Ever notice that the rallying cry of one side and the agonized lament of the other have something in common?
“Make America Great Again” and “What has America become?” both yearn for some unspecified time we need to reclaim.
The white picket fences of “Father Knows Best?” The boom and purpose of FDR’s New Deal?
No and no, as progressives remind us that Jim Crow was still law in the 1950s, and congressional Republicans openly, gleefully chip away at the New Deal, with Social Security very much in their sights.
Although political and cultural considerations afford no consensus of just when — much less why — America ceased being great, something else might take you in that direction: Your car.
You stop behind someone at a red light. The light changes, but that car stands still. Four seconds, five, maybe six. You are patient, but finally you hit the horn.
Forget the distracted driver and consider, instead, people on the sidewalks. They look up, they object, they make it known who’s to blame for the intrusion, who they think is the misfit in their otherwise peaceful world. You!
Today, I experienced this while listening to yet another radio commentator beg that most persistent question, “What has America become?”
By the time that car finally moved, I was brainstorming answers: Self-absorbed slackers like that driver? People like me who needlessly wait before hitting a needed horn?
Again, no and no, because both combined are far outnumbered by those on the sidewalks, those who complain about intrusion with no knowledge of — and, worse, no care for — any reason or need, any context.
From the outrage aimed at someone kneeling during the national anthem to the shrug at news of children in cages, this is what America has become.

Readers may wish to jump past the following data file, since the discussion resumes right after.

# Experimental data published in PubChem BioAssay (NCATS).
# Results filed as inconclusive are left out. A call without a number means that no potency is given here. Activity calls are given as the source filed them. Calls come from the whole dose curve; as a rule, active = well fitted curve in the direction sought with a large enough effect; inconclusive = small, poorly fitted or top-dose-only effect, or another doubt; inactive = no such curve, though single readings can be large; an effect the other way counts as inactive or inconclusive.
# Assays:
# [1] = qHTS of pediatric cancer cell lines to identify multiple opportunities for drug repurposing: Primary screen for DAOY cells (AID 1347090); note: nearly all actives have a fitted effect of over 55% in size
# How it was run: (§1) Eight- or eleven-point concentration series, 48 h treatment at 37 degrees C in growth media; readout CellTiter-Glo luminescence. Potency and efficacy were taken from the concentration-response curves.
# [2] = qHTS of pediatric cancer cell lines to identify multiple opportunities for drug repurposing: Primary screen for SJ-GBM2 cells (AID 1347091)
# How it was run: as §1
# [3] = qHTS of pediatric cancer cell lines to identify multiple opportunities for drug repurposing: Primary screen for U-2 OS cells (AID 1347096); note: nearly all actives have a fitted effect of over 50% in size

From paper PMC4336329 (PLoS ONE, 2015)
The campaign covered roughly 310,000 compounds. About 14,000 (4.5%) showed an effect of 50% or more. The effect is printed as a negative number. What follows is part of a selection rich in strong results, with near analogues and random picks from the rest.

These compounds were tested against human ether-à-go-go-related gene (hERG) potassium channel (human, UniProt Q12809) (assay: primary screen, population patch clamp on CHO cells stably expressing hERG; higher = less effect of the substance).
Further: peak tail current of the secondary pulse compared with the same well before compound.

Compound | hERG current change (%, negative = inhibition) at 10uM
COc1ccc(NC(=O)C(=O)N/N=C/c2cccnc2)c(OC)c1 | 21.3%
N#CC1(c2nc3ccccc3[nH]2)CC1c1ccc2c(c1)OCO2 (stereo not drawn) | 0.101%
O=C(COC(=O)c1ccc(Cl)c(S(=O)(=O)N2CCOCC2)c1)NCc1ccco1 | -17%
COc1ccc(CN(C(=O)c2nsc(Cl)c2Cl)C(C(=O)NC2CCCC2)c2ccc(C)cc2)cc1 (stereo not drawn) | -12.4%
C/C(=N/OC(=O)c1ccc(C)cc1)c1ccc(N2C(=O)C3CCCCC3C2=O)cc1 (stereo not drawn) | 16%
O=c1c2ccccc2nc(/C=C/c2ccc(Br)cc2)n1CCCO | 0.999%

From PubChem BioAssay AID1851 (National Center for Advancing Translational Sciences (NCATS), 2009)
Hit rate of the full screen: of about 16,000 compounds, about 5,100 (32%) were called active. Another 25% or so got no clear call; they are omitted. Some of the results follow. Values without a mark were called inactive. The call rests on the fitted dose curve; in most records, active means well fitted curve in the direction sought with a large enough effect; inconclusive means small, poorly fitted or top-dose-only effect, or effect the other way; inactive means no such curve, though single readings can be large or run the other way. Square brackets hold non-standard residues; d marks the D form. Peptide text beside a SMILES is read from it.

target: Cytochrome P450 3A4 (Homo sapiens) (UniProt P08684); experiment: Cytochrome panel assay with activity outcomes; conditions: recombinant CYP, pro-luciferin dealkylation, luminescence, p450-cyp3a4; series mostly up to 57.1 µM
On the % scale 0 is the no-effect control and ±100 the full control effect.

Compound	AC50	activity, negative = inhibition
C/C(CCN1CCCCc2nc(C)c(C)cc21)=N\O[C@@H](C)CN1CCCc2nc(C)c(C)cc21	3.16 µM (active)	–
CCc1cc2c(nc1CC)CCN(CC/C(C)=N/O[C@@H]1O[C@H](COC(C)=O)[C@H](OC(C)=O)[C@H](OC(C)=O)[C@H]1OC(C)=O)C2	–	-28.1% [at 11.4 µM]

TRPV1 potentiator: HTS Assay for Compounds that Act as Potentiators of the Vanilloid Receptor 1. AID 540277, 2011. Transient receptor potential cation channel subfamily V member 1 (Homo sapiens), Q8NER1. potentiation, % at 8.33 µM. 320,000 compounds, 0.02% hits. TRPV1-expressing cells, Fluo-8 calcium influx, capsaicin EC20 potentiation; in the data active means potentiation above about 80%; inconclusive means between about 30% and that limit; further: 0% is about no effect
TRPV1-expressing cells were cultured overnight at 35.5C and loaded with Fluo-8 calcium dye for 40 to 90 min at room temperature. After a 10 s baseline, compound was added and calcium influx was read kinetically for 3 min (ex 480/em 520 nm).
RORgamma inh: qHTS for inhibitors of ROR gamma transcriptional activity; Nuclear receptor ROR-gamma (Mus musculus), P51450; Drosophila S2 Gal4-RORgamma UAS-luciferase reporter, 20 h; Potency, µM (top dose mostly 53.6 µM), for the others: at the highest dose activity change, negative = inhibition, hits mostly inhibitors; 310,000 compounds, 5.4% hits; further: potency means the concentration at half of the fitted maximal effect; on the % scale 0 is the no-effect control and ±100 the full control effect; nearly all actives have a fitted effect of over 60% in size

Just when we changed may be impossible to know, but we can measure the difference since America’s birth.
Most would pick the signing of the Declaration as that moment, but for a moment of conception, how about Paul Revere’s ride?
Racing full tilt from Charleston to Lexington in the dead of night, Revere woke up men who stepped out their doors and fired rifles into the air.
That brought militias to town greens — as well as a few horsemen who yelled their own ways to Salem, Newburyport, Andover, Dracut, in between, elsewhere, and beyond where other men would fire shots to summon more militias.
Called an “alarm,” it was all prearranged.
That was then. Now, we have a decorated veteran, a career public servant in the administrations of both parties delivering a 450-page report telling us that the Russians are not just coming, but are already here.
Rather than joining the alarm, one party openly dismissed him — some with ridicule and hostility — while the other cowered in the face of controversy, disappointed that Robert Mueller did not fire all the shots and ride all the connecting routes himself.
Revere rode in a nascent nation that heeded alarms; Mueller wrote in a nation that can’t be bothered.
On May 29 of this year, the difference could not have been more glaring. Hours after Mueller gave the press conference saying that his report should “speak for itself,” tornadoes touched down in southwest Ohio.
When a Dayton television station put on a meteorologist to issue warnings, viewers texted complaints that “The Bachelorette” had been interrupted.
Nine weeks later, a mass shooting made Dayton a microcosm of America’s macrospasm yet again.
Dayton’s claim to greatness matches that of any mid-size American city, most notably with the Wright Brothers in 1904. But Wilbur and Orville built alarms into their experimental aircraft, and they would have been killed at Kitty Hawk had they not heeded them.
Just as America would have been stillborn had Revere tried to alarm the same public that Mueller, with 10 clear counts of obstruction, could not awaken.
Since then, the reluctant party has been slapped into — and even a few Republicans have been embarrassed into — action.
Forget the irony of anonymous whistleblowers commanding more attention than the Mueller Report. Let’s just hope that people on the sidewalks heed the alarm.
It’s not a time we need to reclaim. It’s a willingness to pay attention.